distinctions in their application of the term to baptism, as
if they cancelled any portion of its ordinary sense in this
connexion; they institute no special reduced sense in
this connexion ; no accommodation to suit a special case.
But the Anglican divines using the term ordinarily in its
natural sense as implying actual goodness, institute a
different sense, in which it stands for a power or capacity
only, in connexion with baptism.

Though a secondary sense of " regenerate,'^ then, was
not unprecedented, the Anglican double sense was an
innovation in theology, the term never having been used
in two different true senses befora And we note the
new definition, to suit theological convenience, as we
should any new theory or explanation in science or history.
Endowed with great sagacity, reasoning power, and read-
ing grasp, the Anglican School has yet not been without
failings, one of which has been to invent new meanings
of words in Scripture, when they were wanted for theo-
logical convenience. Some important Scriptural terms
and phrases change their meaning in Anglican use;
" Salvation " meaning power to attain salvation ; " death
to sin/' power to forsake sin ; " putting on Christ/' the
power of putting on, and '^circumcision in the Spirit"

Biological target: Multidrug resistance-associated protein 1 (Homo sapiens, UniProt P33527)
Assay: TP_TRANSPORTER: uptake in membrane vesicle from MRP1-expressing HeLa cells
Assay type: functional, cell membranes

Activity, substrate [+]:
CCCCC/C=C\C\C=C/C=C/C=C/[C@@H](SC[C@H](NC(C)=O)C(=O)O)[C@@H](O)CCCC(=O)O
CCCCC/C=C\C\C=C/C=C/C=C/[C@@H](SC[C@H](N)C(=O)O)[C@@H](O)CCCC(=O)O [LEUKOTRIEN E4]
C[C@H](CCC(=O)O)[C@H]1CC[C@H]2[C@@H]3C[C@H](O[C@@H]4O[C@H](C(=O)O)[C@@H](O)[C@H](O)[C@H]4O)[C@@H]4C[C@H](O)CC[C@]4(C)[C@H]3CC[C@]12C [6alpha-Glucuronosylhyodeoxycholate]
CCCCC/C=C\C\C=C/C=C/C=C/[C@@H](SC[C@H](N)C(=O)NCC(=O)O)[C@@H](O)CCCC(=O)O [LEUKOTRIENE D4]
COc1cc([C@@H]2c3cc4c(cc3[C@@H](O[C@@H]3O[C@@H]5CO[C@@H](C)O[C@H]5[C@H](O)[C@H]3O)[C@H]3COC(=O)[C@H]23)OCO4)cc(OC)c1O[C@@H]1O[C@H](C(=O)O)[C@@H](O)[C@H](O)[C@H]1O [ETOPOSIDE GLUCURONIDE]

the power of cutting off ; '^ a new creature/' one endowed
with the power of becoming a new creature; '' predesti-
nated to be conformed to Christ's image," predestinated
to the power of being conformed to it ; and " the elect,"
those who are admitted to Christian privileges. The great
Schools have, under the pressure of the need of theological
adjustment, adopted different expedients according to
their respective characters ; and the practical sagacity of

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172 Secondary and Incorrect [Part I.

the Anglican School preferred the awkward apparatus of a
double sense of regeneration to a collision with the facts of
experience, which the compact but bold Scholastic theory
of t>aptismally ''infused'^ goodness seriously challenged.
But while the Anglican divines institute a new sense
of '' regenerate/' they use it with considerable scruple
and hesitation as to its heing a true sense ; and wield the
theological instrument of their own contriving, with a
divided and faltering arm. Those whose peculiar task
leads them to compare these two senses together, and
distinguish the rank of the two, do not scruple to speak
of the former of these two as the true sense, and the latter
as a secondary one. Bishop Nicholson, for example,
explains the synonym for regenerate or child of God, —

Online LibraryJames Bowling MozleyA review of the baptismal controversy → online text (page 14 of 38)